So trust your characters, writers. The almighty subconscious brain knows much, much more about them than you could ever use in a book. Tap into it. If you’d like to call that source your ‘Muse’ – go for it. You have my permission.

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About Greta van der Rol

I'm an author of fast-paced, action-adventure novels, mainly space opera - although I've been known to write in other genres. I live not far from the coast in Queensland, Australia and enjoy photography and cooking when I'm not bent over the computer. I have a degree in history and a background in building information systems, both of which go a long way toward helping me in my writing endeavours.

Posted on 17 November 2012, in On writing and tagged , , , , , , , , , , , , . Bookmark the permalink. 13 Comments.

  1. Interesting. I do the same thing. Let my characters tell the tale. Sometimes they head off in unexpected directions.

  2. Love the idea! I’m going to try that. I do free writes where I let the characters talk to each other, but maybe I should just lay down, close my eyes and sleep… I mean plot.

  3. I love to do the same thing, but last time, my two heroes kidnapped me, and all of a sudden I found myself 7 miles off the coast of Cape Cod on my way to intercept an arms sale. Then the horny old lady who told me she wanted to be the murderess rescued me, got my feet back on solid ground, and I returned to writing the crime novel I started.

  4. Have a talk with the characters, hmmmm? I’ve tried that, sometimes it works. Sometimes I just start a dialogue between two characters and they tell me all sorts of interesting facts about the story I wasn’t aware of. Helps me see how they see the same event, differently. Sort of Rashomon without the great cinematography.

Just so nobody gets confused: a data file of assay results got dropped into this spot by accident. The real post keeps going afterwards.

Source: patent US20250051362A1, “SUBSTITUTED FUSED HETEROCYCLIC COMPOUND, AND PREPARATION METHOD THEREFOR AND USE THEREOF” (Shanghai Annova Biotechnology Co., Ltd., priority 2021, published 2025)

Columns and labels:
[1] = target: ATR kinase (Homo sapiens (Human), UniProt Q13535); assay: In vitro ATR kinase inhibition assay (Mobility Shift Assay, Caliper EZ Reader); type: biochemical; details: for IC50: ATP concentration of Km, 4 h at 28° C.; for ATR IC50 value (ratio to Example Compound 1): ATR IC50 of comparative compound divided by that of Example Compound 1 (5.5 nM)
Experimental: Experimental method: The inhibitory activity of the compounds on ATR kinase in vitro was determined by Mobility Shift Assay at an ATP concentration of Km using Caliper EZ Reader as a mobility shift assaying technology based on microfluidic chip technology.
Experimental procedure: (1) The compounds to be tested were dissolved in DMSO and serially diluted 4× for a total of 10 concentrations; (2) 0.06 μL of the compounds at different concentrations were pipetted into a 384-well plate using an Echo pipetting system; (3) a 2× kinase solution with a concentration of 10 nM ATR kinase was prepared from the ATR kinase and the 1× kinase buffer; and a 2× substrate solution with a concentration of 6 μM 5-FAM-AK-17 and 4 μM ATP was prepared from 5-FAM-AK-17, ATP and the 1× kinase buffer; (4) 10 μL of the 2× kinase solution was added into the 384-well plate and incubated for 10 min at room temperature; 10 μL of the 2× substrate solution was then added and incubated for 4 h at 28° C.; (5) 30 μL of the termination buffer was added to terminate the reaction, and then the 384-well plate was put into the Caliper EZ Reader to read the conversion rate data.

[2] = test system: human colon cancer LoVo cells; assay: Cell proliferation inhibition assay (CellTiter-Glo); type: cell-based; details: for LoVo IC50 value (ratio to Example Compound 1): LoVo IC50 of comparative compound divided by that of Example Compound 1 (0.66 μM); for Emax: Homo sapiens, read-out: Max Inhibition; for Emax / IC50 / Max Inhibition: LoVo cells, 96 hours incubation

5. I’ll confess I’m an inveterate pantser, myself. My steampunk series started as a serial with several characters doing steampunky things that led to one cliffhanger after another. I had a huge, sweeping story arc in mind, but it was really just a sandbox for my characters to play in. I just set them loose to argue with each other and stumble through the plot, such as it was. Now that I’m also writing a more conventional horror novel, I’m using the same technique to build a spontaneous unpredictability into the plot that I would never have hit upon by outlining first and shoehorning my characters into predetermined roles.

  6. I go for a secondary character and give them a line – anything then that seems to lead me back onto the story with the main characters. I use Post It Notes and write five different things that the secondary character could do / see / find / trip over etc – something random and then I use another Post It to note for the heroine and give her an action she might have done to get this reaction, another Post It for the hero etc. and then suddenly a new scene takes hold and I toss the debris away and take the post its I like back to my desk. I also sometimes bash my head on the computer keys but I usually find that this just gives a whole pile gobbleygook to edit.